October 30, 2012
MEMPHIS — The Mississippi River, famous in song and literature, has also
inspired choreography. At the end of Kansas City Ballet’s “Tom Sawyer,”
new last year, the dancers embodied it. Now Ballet Memphis has taken up
the theme with “The River Project,” a triple bill of new ballets
honoring the Mississippi’s cultural importance.
On paper Ballet Memphis often looks like one of the country’s most
enterprising companies. I wish, for example, that I had been able to see
its 2011 spring program of works, all by female choreographers; and the
company is among the few directed and founded by a woman, Dorothy Gunther Pugh.
Its current season is called “Taking Flight” and Ms. Pugh plans to
follow the “River Project” with other works about the connections
between American culture and the American environment.
An introductory film suggests that the plan for these three new ballets
was to reflect three zones through which the river passes: one ballet
(Steven McMahon’s “Confluence”) on the central area around Memphis, one
on the Delta and New Orleans (Julia Adam’s “Second Line”), and another
on — what? This third ballet (Matthew Neenan’s “Party of the Year”)
proved the least obviously river-connected: its setting was a party in
Los Angeles. This didn’t make it a disappointment, however. Instead, it
was both the evening’s biggest hit and one of the most beguiling new
American ballets of our day.
All three works are set to musical collages, reflecting diverse
heritages and histories. The score for Mr. McMahon’s “Confluence” ranges
from part of Dvorak’s “New World” Symphony to Mahalia Jackson’s
recording of “In the Upper Room” to Mavis Staples’s “Don’t Knock.” The
stage action is introduced by a lone woman (Virginia Pilgrim), whose
role is ambiguous: she may be the river, or the subsequent dances may be
her memory. “Confluence” has lyricism and complexity; it suggests the
passage of time and the growth of a local culture. It’s a little
nebulous over all, but there’s real dance-making skill here.
Ms. Adam’s “Second Line” tries to catch the Delta’s overlap of
historical periods and its changes of civilization. Characters in
baroque attire do some un-baroque things. (Women kneel so that men can
swing their legs over the women’s heads.) Later we have some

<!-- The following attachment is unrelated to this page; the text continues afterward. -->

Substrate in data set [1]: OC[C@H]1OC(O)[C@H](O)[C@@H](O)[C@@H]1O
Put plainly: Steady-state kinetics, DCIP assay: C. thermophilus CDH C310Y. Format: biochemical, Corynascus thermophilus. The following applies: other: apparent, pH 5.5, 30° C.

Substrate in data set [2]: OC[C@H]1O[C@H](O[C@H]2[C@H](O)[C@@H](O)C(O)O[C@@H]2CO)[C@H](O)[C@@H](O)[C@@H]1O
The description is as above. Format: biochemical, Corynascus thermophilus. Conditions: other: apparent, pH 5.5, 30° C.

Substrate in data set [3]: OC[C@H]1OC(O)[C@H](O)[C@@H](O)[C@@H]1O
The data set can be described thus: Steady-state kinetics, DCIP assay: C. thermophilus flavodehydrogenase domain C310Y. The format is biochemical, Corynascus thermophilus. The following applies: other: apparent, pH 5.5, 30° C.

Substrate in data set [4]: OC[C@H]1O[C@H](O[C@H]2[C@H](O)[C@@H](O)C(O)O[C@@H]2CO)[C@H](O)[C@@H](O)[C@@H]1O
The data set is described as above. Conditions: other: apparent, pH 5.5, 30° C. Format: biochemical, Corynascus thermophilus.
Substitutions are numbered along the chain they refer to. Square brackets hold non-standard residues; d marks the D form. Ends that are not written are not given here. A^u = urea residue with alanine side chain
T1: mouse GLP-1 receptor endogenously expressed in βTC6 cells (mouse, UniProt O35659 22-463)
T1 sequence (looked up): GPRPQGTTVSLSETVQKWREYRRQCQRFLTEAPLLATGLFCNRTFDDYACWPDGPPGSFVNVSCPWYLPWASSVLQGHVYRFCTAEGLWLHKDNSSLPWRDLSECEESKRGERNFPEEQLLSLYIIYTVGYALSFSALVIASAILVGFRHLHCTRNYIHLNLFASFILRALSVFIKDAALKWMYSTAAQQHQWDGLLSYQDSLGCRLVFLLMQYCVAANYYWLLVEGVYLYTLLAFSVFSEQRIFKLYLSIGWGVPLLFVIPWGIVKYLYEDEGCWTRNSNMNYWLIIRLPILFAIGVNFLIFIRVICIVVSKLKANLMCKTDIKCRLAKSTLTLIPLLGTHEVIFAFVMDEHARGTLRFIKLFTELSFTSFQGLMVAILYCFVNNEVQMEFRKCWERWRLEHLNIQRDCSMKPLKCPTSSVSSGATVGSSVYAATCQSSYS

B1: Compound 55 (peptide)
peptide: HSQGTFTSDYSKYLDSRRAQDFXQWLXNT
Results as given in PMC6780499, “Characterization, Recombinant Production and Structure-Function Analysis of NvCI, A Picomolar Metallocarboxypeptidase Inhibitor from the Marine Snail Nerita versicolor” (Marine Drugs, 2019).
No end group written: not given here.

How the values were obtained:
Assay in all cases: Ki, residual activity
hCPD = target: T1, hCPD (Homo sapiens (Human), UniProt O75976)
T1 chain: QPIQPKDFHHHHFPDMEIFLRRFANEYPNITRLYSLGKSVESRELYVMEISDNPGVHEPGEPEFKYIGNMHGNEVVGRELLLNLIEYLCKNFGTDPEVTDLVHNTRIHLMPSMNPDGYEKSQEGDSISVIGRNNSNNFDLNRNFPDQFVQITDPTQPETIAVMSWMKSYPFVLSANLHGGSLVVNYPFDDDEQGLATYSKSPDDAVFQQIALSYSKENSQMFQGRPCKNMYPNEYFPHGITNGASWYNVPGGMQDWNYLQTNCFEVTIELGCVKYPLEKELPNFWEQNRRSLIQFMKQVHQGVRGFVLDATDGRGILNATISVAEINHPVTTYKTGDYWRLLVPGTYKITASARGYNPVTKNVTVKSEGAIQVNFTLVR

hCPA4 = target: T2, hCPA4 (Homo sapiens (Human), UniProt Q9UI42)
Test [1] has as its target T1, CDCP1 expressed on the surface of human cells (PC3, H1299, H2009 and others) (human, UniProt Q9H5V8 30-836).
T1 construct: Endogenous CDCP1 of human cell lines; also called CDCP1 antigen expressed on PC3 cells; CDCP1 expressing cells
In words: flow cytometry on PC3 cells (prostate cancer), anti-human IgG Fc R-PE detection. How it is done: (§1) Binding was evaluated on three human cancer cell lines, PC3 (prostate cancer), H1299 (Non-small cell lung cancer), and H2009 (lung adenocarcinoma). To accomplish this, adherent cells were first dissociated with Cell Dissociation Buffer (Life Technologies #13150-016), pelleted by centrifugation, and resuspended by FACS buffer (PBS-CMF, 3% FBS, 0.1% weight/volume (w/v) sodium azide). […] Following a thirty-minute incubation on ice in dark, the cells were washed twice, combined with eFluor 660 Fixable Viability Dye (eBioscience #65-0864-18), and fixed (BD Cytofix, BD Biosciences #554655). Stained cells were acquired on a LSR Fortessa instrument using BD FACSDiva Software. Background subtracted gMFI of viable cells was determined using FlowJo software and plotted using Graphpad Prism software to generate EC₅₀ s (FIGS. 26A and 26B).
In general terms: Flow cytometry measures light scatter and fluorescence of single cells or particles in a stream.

bare-chested men and more overtly modern behavior. The music includes
Rameau’s “Fêtes d’Hébé,” a Louisiana folk song and a traditional Haitian
song, and ends with “When the Saints Go Marching In.” At all points,
the result is too diffuse.
Mr. Neenan’s “Party of the Year,” subtitled “Victoria Avenue, CA,
12/25/70,” is a success despite apparent odds. It has seemingly nothing
to do with the Mississippi River; a program note says it’s about a
birthday bash on Christmas 1970 for a person in Isabel Wilkerson’s book “The Warmth of Other Suns.”
This context promises characters and experiences that the ballet
doesn’t give us. But there is a piercing image, first shown in the
introductory film, that becomes a core motif.
The party is on the skids, and the pivotal character, danced by Rachel
Shumake, has had more than a few too many from the start. The repeated
sequence that makes such an impression is when Ms. Shumake slowly,
heavily walks forward on flat feet, her head lifting and her throat
visibly tense; then, with a contraction, her torso lurches right
By the time you’ve seen it twice, it clearly depicts a woman who knows
with alarm that she’s about to throw up. This could so nearly be gross —
but its slightly stylized quality and its choreographic exactness makes
it haunting, like a moment you’ve known yourself. Then, when it
returns, at later stages of the party, it’s shown from other angles. The
fourth and final time it’s given a change of inflection.
This is a party that’s merrily crumbling into near-chaos. The situation
is explored through many different aspects — comedy, shame, poignancy,
anxiety, energy — and a wealth of different characters. The final twist
is that the most drunk character is transformed to a new exaltation of
spirit. This is not at all the ballet suggested by Mr. Neenan’s program
note or Ms. Pugh’s advance announcement — but so what? I loved it.
Straightaway Ms. Shumake seemed detached from the party; she’s present
but alien. The music’s progression is from jazz (Nat King Cole), blues
(Albert King, perhaps the most specifically Memphian music of the
evening) and soul (Ray Charles) to (folk) Joni Mitchell. And, though the
party seems to occur in one place with one set of people, this change
of score takes us on a migration through America. When we reach Ms.
Mitchell’s “California,” Ms. Shumake has survived more than one ordeal:
she looks released and to have found her home.
The party is all dancing and all delicious. Couples and threesomes
succeeding one another, exuberant and socializing and intimate. The
mixture of ballet, social dance and individual tics of behavior is
irresistible, the footwork has point and detail, and the rich tiltings
of torsos are juicy in the extreme. Some women spend some of the time
supporting their men; this is a society in which men and women keep
discovering new things about each other.
The beauty of Ms. Mitchell’s singing brings the ballet to an
extraordinary climax; and Mr. Neenan’s choreography matches it, as Ms.
Shumake becomes expansive. (The other characters, though, grow
increasingly floorbound.) This is the second exciting new work by Mr.
Neenan I’ve seen in three months. (“Switch Phrase,” for Ballet X, was
seen in August at the Vail Festival.) He does not present himself as a
pure-academic ballet classicist, but he is emerging as one of today’s
foremost dance poets of American behavior and society.